When an old star begins to collapse under its own gravity, one can in principle numerically solve the Schrödinger equation for the potential its electrons collectively experience. Although this is a linear equation, we are interested not in arbitrary solutions to it, but those which are antisymmetric under exchanging any two electrons. If the gravity-induced classical pressure is moderate, the quantum numbers of legal states are the same as with no gravity at all; we can work at say first order in perturbation theory to compute how the solutions shift, but the same discrete parameters describe them. But if the pressure is too high, the solutions are so unlike the zero-gravity case the solutions need to be differently labelled. Ultimately, the new low-energy states are numerous enough for electrons' marginal wavefunctions to overlap more than they used to, so electron degeneracy pressure no longer resists the collapse.

In a neutron star, after EDP fails the collapse continues to an extent, but we can repeat the above logic with neutrons. This time, it is their degeneracy pressure which wins, because the quantum numbers labelling multi-neutron states are the same as in the zero-gravity case. If we go to even more extreme gravity, of course, even this fails, so neutron degeneracy pressure no longer prevents collapse.

You don't need quantum instrumentarium for a basic understanding of the compact star matters:

1. The inverse beta decay does not "violate" the exclusion principle. It simply removes electrons from the whole system, reducing the pressure. The inverse beta decay consumes energy and this energy is usually delivered by the gravitational collapse of the star.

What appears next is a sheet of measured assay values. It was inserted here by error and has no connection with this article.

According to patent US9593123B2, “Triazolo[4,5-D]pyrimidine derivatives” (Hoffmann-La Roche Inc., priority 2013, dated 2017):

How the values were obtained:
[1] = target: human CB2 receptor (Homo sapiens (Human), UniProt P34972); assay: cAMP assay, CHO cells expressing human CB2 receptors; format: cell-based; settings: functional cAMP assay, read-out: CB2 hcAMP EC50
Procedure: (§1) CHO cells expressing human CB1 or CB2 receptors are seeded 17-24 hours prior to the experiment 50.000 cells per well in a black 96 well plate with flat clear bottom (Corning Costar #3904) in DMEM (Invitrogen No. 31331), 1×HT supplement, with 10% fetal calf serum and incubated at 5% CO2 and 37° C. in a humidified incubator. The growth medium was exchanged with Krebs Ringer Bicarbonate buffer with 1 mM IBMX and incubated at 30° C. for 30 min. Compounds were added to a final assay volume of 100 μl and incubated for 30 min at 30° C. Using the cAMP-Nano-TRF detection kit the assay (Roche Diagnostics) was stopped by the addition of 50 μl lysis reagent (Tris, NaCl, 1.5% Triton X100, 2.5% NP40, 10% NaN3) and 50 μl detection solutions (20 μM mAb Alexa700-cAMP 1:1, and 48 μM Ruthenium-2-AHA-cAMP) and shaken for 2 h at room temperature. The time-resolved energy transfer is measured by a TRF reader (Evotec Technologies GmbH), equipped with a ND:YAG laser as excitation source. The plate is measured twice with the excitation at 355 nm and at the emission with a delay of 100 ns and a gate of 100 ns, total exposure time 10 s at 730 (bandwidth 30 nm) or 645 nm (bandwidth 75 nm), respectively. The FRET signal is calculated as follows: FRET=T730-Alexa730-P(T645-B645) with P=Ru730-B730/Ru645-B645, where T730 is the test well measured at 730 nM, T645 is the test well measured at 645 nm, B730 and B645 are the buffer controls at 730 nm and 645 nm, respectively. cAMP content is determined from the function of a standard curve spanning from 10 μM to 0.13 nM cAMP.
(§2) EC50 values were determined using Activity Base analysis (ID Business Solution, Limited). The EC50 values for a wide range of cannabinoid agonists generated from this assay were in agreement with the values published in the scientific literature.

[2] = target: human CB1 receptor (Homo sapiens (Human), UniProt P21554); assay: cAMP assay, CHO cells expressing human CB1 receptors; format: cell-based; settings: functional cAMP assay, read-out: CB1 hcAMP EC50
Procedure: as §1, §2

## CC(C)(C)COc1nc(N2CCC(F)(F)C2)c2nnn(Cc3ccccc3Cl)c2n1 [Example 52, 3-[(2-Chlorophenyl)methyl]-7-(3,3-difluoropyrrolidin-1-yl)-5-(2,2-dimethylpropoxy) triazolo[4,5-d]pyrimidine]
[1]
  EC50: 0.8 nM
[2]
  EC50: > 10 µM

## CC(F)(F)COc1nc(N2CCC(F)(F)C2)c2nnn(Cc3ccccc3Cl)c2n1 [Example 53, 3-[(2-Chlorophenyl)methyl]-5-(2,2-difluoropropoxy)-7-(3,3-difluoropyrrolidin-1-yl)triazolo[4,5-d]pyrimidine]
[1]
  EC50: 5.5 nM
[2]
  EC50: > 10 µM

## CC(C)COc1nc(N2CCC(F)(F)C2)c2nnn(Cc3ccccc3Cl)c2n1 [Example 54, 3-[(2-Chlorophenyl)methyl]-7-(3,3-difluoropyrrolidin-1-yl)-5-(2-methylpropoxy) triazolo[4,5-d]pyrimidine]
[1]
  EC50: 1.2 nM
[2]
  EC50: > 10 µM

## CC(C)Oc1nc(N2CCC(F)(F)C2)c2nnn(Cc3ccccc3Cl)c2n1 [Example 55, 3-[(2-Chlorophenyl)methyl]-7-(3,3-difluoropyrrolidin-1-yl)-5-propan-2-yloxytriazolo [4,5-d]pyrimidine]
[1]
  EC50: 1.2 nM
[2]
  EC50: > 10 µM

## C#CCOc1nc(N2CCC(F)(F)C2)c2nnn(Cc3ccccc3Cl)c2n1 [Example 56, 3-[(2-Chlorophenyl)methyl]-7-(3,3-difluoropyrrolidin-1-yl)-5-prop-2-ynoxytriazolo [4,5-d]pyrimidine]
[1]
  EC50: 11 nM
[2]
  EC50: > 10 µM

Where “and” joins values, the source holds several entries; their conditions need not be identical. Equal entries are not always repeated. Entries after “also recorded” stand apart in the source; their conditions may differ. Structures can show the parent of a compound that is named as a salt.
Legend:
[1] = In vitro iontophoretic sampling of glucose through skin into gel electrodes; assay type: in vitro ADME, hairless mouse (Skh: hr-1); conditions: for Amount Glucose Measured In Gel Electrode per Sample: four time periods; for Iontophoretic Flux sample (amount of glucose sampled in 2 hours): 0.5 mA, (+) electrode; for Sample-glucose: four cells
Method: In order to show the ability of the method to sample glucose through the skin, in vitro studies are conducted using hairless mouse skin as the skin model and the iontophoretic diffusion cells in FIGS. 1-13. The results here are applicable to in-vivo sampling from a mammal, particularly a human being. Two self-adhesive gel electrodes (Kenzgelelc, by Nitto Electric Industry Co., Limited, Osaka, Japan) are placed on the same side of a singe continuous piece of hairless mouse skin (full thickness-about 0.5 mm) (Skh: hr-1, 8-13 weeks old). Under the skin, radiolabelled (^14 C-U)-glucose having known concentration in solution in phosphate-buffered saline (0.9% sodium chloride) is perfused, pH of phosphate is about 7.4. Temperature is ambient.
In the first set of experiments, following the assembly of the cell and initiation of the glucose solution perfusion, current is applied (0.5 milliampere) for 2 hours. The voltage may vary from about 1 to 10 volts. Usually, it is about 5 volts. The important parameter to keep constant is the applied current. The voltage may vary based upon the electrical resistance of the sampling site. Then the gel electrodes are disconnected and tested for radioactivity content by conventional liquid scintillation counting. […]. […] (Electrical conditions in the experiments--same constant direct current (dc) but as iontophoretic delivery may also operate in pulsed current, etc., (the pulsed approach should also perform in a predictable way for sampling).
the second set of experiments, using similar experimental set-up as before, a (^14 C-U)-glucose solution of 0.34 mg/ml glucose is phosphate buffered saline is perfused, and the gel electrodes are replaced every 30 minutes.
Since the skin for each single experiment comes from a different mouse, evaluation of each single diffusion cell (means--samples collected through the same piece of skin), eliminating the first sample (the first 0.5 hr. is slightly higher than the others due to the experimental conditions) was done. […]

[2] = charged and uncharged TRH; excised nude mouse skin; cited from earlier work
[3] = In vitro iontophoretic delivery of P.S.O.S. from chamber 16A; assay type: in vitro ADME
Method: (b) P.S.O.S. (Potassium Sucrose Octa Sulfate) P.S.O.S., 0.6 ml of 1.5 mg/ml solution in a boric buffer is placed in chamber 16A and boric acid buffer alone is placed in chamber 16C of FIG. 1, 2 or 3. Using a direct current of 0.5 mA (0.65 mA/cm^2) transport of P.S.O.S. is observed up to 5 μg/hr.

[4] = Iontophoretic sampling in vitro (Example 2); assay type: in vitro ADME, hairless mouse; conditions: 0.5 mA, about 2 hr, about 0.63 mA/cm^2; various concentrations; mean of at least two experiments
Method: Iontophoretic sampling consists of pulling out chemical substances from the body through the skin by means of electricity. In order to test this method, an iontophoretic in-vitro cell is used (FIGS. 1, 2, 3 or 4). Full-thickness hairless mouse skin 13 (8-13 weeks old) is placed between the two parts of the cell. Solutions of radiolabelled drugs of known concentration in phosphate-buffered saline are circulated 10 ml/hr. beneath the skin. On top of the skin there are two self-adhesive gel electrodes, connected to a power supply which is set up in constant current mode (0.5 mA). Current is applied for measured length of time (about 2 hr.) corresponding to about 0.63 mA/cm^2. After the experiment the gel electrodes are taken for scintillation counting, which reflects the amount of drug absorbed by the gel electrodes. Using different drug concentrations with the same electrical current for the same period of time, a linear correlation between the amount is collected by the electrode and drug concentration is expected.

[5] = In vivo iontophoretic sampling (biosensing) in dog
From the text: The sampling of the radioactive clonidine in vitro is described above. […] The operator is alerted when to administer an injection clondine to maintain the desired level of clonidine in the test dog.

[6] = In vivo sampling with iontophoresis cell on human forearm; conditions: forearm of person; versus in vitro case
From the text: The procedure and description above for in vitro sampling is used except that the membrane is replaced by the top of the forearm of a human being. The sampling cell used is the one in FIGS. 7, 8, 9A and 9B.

If the star is not heavy enough, it can't deliver the needed energy for the inverse beta so it stays in the "electron degeneracy state" indefinitely.

1. There still is an electron degeneracy pressure in a neutron star. It is way higher than the pressure in a white dwarf. There is a proton degeneracy pressure in there as well. Both are just not this much important, compared to the neutron degeneracy pressure.

2. In order to get a neutron star, you start with a bigger star in the first place. Its core is hot and dense enough to burn everything all the way to iron before collapsing. Then the collapse and the inverse beta happens.

In a Fermi gas of electrons, the electron energy reflects the pressure. If the highest energy electrons are relativistic, the equation of state softens: a density increase doesn't produce as much pressure as it does in the nonrelativistic case. The softer equation of state is less able to resist gravitational collapse: thus we get the Chandrasekhar Limit for the mass of a white dwarf star.

It's more complicated for a neutron star: although the Fermi pressure of the neutrons is important, the nuclear force between them modifies the equation of state, making it stiffer.